Chapter 7:

Chapter 7 - Right Bower


The Blunderboss rolled around in his embroidered silk pajamas, trying to will himself back to sleep. The big bay windows of his bedroom were impressive, and they excelled at keeping his quarters well-supplied with natural light… But, sometimes (especially on mornings when he felt like sleeping in), the ruthless crime lord wished he had a set of dark curtains to cover them with. By the time he finally roused, though, he had typically forgotten all about his grand window-covering ambitions.

It was probably for the best. Diallo would never have allowed it, anyway.

The big man sat up in bed, stretching his arms out in a long, luxurious yawn. Then he looked to the clock on the wall, his beady eyes narrowing in a squint as he attempted to decipher the time.

“7:35… No, 7:40?” he mumbled, scratching at the stubble on his broad chin.

Such tasks were not his strong suit. That was what Diallo was for; together, they were a perfect pair. His top lieutenant was, however, his opposite in many ways: calm, composed and fiercely intelligent. He could tell the time at a glance, down to the exact second! How did he do it? All those clock hands moving around; some slow, some fast. Some tall, some short. Sometimes pointing at numbers, sometimes pointing at the spaces between–as if that meant something! It made the boss’s head hurt. He couldn’t understand why no one had invented a clock that simply showed you all the numbers you needed. Of course, maybe someone had, and he just hadn’t heard about it…

That was when Diallo swept into the room, interrupting his train of thought. He arrived with the current edition of the Port Pistola Times tucked neatly under his arm, his hands occupied with two piping-hot cups of strong coffee. And, as always, a young girl with an impish grin and a sky blue bow in her long, black hair dashed out from behind the man’s legs to throw herself onto her father’s massive bed.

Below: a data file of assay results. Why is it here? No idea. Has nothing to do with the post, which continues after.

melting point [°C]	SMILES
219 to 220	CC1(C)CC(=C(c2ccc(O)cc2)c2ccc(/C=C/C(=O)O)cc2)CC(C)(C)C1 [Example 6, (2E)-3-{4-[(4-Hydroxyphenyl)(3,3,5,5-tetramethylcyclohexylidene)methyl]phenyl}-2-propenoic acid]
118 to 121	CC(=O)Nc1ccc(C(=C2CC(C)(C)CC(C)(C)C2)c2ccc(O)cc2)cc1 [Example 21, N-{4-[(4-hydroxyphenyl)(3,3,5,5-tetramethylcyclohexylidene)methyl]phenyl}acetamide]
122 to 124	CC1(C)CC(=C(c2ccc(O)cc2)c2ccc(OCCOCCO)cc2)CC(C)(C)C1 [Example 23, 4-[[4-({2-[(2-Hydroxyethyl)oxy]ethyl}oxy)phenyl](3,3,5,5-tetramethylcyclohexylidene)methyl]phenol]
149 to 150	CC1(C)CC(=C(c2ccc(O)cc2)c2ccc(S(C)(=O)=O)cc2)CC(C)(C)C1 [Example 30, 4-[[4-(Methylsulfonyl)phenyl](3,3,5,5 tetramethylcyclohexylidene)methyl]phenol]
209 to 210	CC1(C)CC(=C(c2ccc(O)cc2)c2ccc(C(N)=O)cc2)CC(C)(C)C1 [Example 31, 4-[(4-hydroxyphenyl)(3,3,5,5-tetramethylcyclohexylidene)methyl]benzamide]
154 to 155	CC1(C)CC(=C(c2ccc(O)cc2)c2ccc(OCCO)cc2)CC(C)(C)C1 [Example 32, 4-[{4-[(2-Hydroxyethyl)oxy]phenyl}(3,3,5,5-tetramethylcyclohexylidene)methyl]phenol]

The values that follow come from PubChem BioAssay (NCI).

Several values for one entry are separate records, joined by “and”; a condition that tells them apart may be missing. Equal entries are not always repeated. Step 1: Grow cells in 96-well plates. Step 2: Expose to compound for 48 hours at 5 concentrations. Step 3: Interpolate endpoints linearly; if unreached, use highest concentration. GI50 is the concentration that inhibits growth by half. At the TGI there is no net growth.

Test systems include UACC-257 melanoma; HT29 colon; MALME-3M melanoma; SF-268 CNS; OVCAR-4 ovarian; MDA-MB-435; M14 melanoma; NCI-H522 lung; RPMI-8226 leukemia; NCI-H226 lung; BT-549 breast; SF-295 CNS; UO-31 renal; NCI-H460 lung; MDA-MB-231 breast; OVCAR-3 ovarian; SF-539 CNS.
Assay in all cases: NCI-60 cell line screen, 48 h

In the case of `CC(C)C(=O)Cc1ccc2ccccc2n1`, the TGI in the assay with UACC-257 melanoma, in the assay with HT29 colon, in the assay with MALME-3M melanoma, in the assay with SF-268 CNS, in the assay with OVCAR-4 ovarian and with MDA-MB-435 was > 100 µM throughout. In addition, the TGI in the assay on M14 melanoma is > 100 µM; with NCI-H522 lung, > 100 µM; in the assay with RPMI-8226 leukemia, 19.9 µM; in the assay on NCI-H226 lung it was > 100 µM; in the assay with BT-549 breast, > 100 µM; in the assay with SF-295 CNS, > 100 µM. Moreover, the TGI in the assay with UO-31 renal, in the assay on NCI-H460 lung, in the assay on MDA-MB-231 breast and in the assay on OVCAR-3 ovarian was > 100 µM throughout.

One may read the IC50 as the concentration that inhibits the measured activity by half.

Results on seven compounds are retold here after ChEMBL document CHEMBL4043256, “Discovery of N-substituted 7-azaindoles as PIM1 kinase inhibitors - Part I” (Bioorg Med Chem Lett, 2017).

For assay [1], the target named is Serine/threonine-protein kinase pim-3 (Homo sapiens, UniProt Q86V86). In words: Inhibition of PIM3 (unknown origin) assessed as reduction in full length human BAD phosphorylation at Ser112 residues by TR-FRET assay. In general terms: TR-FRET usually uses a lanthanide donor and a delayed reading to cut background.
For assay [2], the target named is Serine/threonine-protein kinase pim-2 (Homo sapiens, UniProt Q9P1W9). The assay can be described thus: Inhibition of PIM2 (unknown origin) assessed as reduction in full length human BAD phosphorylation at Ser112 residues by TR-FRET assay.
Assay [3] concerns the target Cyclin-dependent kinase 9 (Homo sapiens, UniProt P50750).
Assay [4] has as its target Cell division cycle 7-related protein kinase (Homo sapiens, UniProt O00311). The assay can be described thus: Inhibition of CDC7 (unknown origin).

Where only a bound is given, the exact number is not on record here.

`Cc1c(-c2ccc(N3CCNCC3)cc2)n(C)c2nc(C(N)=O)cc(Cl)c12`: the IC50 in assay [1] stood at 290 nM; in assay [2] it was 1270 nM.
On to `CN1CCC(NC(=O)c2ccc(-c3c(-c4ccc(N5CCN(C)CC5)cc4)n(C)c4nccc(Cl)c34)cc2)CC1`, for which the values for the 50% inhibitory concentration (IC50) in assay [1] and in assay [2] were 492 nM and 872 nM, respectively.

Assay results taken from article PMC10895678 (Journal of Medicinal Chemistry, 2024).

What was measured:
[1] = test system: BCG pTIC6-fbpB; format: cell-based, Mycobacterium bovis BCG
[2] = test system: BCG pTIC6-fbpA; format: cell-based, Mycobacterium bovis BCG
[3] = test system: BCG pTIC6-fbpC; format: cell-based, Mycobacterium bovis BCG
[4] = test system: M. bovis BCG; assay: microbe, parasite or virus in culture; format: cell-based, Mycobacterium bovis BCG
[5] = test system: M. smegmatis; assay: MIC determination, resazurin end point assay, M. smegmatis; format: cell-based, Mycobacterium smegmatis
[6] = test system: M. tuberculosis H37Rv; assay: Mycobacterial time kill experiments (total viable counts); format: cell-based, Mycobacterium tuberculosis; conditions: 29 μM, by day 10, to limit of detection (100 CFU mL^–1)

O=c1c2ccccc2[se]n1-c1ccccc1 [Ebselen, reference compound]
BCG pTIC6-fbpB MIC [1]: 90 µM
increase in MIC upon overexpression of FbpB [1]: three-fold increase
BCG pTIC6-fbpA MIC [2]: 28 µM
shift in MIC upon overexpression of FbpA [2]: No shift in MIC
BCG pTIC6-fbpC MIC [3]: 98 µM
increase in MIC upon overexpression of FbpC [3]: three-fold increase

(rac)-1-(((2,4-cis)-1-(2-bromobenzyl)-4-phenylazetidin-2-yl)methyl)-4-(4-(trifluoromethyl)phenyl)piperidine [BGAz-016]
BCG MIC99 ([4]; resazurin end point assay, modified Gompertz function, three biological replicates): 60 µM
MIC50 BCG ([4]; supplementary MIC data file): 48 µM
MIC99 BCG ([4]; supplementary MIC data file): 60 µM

“Beretta!!” cried the boss, beaming from beneath his bristly mustache as he reached out to cuddle the girl close.

“I had meant to hold off on disturbing you for another quarter-hour or so, but the girl was particularly… Rambunctious today,” Diallo explained, smiling thinly.

“Is that you, today, my treasure?” the boss crooned, “Are you feeling ram-bunk-tyus?”

She simply giggled, nestling into the man’s broad chest. Diallo moved next to them, resting one of the steaming mugs he carried on his boss’s night table before straightening again and clearing his throat.

“I imagine that, as usual, you would rather skip my reading of the headlines?”

“Yes please, Diallo,” the doting father replied, “We make the news–no need to read it! Right, Beretta?”

“Right!” she echoed, earning a look of disapproval from the boss’s right-hand man.